Experiential Learning Opportunities Go Digital This Fall

Some classes offering valuable experiential learning opportunities to Schieffer College students look a little different this fall. Faculty members have altered their typical lesson plans and are thinking creatively in order to provide students with the worthwhile learning experiences their classes are known for.

Sarah Angle, a strategic communication instructor and the faculty advisor for TCU’s ad and public relations agency, Roxo, hosts Roxo class meetings on Zoom and account team meetings in person on campus. Because of the physical distancing protocols, each account team, which consists of six students, has the opportunity to use the agency room one day a week. Clients meetings are held on Zoom.

Coincidentally, students in Roxo began using Slack at the beginning of the Spring 2020 semester. “It was a saving grace,” said Angle. She said they used Zoom and Google Docs inside the Slack app and Angle said using those communication tools helped the agency become fully digital.

A Zoom session screenshot featuring members of the Roxo agency from the Spring 2020 semester.

A Zoom session screenshot featuring members of the Roxo agency from the Spring 2020 semester.

Angle says this new reality is teaching her students to thrive in a digital workspace. She tells them, “This is what everyone else in the world is doing right now. This is hard, but it’s preparing you for reality. You’re building resilience that will last a lifetime.”

Angle says she knows the experience of working at an agency will still be valuable. “I think we’re trying to make the best of the situation we’re in.” She says students will still get great portfolio pieces from their time working for Roxo as well as real-world experiences they can reflect upon when applying and interviewing for jobs.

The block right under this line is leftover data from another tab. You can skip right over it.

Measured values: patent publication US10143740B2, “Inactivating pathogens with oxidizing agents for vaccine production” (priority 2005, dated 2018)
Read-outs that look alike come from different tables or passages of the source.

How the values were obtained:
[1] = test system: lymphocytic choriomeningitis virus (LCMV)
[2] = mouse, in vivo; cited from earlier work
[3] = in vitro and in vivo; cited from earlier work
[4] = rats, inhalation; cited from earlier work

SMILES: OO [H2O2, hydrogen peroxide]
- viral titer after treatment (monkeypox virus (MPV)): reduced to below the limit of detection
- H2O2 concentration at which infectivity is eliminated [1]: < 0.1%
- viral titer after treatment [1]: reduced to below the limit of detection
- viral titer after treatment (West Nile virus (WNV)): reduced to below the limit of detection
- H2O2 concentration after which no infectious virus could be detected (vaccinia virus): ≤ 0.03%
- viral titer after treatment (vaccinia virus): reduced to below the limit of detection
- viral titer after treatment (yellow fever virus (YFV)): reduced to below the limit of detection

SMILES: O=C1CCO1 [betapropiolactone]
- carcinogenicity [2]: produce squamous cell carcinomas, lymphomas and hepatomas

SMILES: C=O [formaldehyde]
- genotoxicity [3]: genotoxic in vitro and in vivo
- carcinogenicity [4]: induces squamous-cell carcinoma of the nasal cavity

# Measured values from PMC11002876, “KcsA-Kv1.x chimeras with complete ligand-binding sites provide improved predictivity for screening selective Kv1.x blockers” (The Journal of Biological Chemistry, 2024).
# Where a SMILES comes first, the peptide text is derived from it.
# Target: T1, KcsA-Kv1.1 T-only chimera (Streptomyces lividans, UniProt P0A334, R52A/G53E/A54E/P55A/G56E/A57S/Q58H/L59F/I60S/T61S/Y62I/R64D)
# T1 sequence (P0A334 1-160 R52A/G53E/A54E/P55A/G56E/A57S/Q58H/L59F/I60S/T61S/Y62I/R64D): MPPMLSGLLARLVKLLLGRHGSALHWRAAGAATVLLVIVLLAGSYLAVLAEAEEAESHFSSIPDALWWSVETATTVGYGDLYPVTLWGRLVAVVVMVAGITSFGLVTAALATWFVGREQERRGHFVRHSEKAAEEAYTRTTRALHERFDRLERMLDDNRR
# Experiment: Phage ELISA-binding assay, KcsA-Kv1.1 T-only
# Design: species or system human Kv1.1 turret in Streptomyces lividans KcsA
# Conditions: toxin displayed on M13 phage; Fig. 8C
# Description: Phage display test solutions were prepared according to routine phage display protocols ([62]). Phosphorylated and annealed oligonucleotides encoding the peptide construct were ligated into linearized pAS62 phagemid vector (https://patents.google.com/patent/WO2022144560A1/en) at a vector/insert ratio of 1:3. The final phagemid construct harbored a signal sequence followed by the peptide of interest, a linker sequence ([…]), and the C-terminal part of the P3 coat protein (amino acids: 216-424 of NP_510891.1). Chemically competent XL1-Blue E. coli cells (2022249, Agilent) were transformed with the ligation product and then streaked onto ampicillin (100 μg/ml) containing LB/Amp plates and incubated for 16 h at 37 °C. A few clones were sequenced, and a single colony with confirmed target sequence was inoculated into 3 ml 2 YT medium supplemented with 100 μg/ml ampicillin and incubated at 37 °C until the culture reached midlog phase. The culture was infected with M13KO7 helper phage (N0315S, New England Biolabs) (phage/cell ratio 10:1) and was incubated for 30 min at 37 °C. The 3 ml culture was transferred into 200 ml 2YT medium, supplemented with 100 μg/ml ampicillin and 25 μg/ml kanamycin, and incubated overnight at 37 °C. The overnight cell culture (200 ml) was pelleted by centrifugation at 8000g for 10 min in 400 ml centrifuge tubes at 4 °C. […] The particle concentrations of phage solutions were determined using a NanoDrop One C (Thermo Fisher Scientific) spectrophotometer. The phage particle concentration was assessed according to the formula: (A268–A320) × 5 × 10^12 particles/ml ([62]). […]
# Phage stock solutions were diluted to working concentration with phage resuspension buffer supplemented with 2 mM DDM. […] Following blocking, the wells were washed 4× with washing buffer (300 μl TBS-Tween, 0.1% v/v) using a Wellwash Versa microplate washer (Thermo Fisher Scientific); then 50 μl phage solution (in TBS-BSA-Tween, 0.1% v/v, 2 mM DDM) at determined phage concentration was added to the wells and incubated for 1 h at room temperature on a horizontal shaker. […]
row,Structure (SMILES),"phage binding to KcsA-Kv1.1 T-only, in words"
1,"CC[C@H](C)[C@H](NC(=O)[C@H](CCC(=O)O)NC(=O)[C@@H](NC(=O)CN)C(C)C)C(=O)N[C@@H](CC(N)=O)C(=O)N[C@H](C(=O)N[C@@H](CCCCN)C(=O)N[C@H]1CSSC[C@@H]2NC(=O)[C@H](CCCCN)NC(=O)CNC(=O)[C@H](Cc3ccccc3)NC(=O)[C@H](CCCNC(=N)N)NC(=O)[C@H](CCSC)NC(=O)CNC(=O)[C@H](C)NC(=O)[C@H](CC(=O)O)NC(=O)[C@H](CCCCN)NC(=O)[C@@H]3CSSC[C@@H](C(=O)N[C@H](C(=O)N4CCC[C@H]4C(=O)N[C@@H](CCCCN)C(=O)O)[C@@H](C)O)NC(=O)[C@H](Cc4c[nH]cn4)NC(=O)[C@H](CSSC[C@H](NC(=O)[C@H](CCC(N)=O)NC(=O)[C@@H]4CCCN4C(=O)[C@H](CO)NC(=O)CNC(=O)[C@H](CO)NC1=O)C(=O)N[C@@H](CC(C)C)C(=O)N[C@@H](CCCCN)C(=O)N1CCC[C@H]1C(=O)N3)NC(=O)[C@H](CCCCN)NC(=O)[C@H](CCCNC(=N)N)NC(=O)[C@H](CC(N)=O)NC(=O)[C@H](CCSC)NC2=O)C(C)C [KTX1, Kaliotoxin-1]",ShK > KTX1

Patty Zamarripa, assistant professor of professional practice in journalism, is teaching virtually throughout the fall semester. When TCU moved all in-person classes to online instruction last spring, Zamarripa said initially there was some concerns voiced by her students as they worried what they would do if they couldn’t shoot content for their news reel or record newscasts on the set. However, she said, “I learned that when the bar is raised, TCU students will meet those higher expectations every time.”

A photo of TCU student Marley Capper's News Now setup from home.

A photo of TCU student Marley Capper’s News Now setup from home.

In her Advanced News Production class, Zamarripa teaches journalism students how to think on their feet and adapt — lessons future journalists need to learn now more than ever. She said, “You have to be nimble. In the real world, equipment fails, things go wrong and plans change. That doesn’t mean you just walk away. The newscast is still going to go on at its scheduled time whether you are ready or not. So you learn to work with what you have.”

In her class last semester, every student had access to a smartphone and a computer. So, she set the bar a little higher. “The result was amazing. The students produced content that was more creative, more focused and more real-world than ever before. This was exactly what people in the TV news industry were having to do, too.”

That experience has already paid off. She said, “A few short months after the pivot, students started applying for jobs, and each one of them was able to tell an interviewer, ‘I didn’t sit around during the COVID shutdown, I actually worked and produced content just like you did. Here’s my latest story.’”

A screenshot from News Now in April 2020.

A screenshot from an April 2020 News Now newscast.

In her classes this fall, Zamarripa is taking a deeper dive into how students can make remote reporting and newscasting look professional with a few critical tips and tricks. “The coronavirus pandemic is forcing journalists to think outside the box. We’re moving away from traditional reporting techniques. How we mic people up, how close we get, the lenses we use, the writing style, the editing process – it’s all changing in some form or fashion,” she says.

Additionally, she has invited some local TV news reporters to join her classes via Zoom to talk about real-world experiences they are dealing with and to give feedback on her students’ work.

For several years now, she’s included the following advice in her syllabus: “What we do does not have to be traditional. Don’t be afraid to take risks.” In such a nontraditional year, Zamarripa hopes her students are ready to venture out of the box.